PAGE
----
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Canada’s sale of weapons of war to Saudi Arabia questioned

The Editor: Canadians may or may not be aware that we are involved in Saudi Arabia’s war in Yemen. Saudi Arabia is a country that has one of the worst human rights record on the planet. They are now also involved in the civil war between the Sunni and the Shia tribes in Yemen.

In March 2015 the Saudis launched ruinous bombing attacks on Yemen, inflicting devastating effects on its citizens. According to the UN, 5,700 were killed and 1.5 million Yemenis were displaced. Hospitals and schools were destroyed. About one-third of its citizens are short of food.

There is no apparent reason why Canada should be selling weapons of war to Saudi Arabia. In 2013-14 the Harper government signed a contract to sell $15.5 billion of armoured vehicles to Saudi Arabia. But we Canadians were not alone in this death-dealing folly. The British government authorized $8.3 billion of weapons for the Saudis for fighter jets, machine guns, bomb components, etc. and another $234 million for precision-guided 500-pound bombs. The U.S. approved of about $12.5 billion for four Lockheed Martin warships, equipped with weapons — and training in the use of laser-guided bombs.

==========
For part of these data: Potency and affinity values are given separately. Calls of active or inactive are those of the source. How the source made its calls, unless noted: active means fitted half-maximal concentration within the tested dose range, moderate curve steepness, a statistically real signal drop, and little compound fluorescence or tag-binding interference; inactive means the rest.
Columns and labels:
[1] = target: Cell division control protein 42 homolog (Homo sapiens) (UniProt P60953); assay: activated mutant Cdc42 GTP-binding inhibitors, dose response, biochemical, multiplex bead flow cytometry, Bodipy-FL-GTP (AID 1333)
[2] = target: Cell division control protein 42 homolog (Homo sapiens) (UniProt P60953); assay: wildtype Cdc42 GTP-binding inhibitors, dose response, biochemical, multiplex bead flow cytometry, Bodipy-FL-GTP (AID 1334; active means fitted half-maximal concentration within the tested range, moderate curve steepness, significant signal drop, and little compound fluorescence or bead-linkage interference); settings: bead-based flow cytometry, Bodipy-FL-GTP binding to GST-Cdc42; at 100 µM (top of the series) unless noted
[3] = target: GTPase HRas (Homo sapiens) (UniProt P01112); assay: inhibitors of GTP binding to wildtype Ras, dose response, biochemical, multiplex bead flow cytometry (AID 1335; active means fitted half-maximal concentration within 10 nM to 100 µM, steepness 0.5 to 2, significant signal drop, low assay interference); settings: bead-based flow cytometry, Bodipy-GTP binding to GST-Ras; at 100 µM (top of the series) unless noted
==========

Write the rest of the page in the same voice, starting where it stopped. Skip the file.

There can be no doubt that the only interests that profit from the sale of weapons of war are the manufacturers of those weapons. The sale and possible profits of weapons to a rogue nation like Saudi Arabia is the responsibility of the politically elected officials in Canada, Britain and the U.S.

Amnesty International has called for the suspension of these sales of weapons, as it violates international law.

Selling weapons to Saudi Arabia is most deplorable and worrisome for those Canadians who would like to believe that Canada is a nation of peacemakers and peacekeepers. — Leo Kurtenbach, Saskatoon